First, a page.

Netflix now available in Uganda but don’t get too excited yet
Netflix has launched its video streaming service globally, simultaneously bringing its Internet TV network to more than 130 new countries around the world.
The company made the announcement and switched on the global service during a keynote by Co-founder and Chief Executive Reed Hastings at CES 2016.
“Today you are witnessing the birth of a new global Internet TV network,” said Hastings.
“With this launch, consumers around the world — from Singapore to St. Petersburg, from San Francisco to Sao Paulo — will be able to enjoy TV shows and movies simultaneously — no more waiting. With the help of the Internet, we are putting power in consumers’ hands to watch whenever, wherever and on whatever device.”
For one monthly price, Ugandans can now enjoy Netflix original series as well as a catalog of licensed TV shows and movies. In 2016, the company plans to release 31 new and returning original series, two dozen original feature films and documentaries, a wide range of stand-up comedy specials and 30 original kids series, available at the same time to members everywhere.
Ugandans took to social media to express their thoughts on the news of the availability of Netflix in Uganda, with several excited about the development but some expressing reservations.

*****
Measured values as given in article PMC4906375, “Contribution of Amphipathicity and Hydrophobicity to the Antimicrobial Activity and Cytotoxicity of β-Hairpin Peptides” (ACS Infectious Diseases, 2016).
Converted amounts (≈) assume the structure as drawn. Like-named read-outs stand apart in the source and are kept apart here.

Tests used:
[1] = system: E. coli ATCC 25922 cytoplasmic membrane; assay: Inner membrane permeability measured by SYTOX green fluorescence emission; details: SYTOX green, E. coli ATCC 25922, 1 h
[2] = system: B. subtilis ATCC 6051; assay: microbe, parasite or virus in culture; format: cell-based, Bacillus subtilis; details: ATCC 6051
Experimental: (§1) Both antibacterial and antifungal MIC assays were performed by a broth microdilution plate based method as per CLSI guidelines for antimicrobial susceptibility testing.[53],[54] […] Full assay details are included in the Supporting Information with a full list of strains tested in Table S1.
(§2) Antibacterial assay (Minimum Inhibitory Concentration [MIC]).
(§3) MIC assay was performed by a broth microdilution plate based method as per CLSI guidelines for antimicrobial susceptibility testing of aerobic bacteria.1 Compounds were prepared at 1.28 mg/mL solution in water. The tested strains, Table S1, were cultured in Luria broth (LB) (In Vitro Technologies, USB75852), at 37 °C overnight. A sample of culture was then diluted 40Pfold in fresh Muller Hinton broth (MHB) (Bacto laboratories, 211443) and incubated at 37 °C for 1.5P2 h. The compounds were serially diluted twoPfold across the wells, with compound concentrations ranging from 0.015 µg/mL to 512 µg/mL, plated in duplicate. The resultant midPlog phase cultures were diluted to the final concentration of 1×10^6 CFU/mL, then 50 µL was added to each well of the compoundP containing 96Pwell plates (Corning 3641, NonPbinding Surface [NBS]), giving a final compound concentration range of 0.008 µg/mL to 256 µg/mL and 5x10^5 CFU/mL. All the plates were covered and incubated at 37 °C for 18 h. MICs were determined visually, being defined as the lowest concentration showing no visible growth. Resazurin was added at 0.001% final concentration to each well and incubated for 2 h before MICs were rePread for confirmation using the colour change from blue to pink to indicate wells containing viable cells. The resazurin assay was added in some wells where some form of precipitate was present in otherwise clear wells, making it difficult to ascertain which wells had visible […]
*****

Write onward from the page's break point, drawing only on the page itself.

The way @Airtel_Ug eats Data.p’ple excited about Netflix won’t evn read the Director’s Name be4 the Message: You have used 100% of your Data
— Samwise Gamgee (@Sambannz) January 7, 2016
I would like to take this opportunity to thank the NRM Government for bringing Netflix to Uganda and Africa at Large #SteadyProggress.
— Jeff 3.1.5™ (@andsjeff) January 7, 2016
Netflix coming to Uganda is what we have been waiting for. But the question is, Will it be #NeflixAndChill or #NetflixAndBuffering ???
— Waiswa Batambuze (@IBatambuze) January 7, 2016
One of the main concerns is the speed and cost of internet here, since the subscription price is only part of the cost of accessing the video content.
With video settings at “Medium” which shows standard video quality, you’re set back about 0.7 GB per hour, making it over 1 GB for an average 90 minute movie. At a rate of UGX 12,500 per GB when you buy a 10 GB bundle from MTN Uganda, Vodafone, or Airtel Uganda, in less than 3 hours of watching you will have spent more in internet costs than the monthly Netflix subscription that starts at $7.99 (approximately UGX 27,000).
This means that although you have access to unlimited TV shows and movies in Ultra HD for only UGX 33,800, it will cost you a minimum of UGX 18,000 per 90 minute movie or UGX 8,000 per episode of Blacklist you watch in HD. This cost is if you are subscribed to Vodafone’s “Unlimited” 6 Mbps package capped at 50GB, but the figure shoots up quickly when you buy a smaller bundle say the 10 GB we referenced earlier to about UGX 56,200 for a movie and UGX 25,000 for an episode of How to get away with Murder.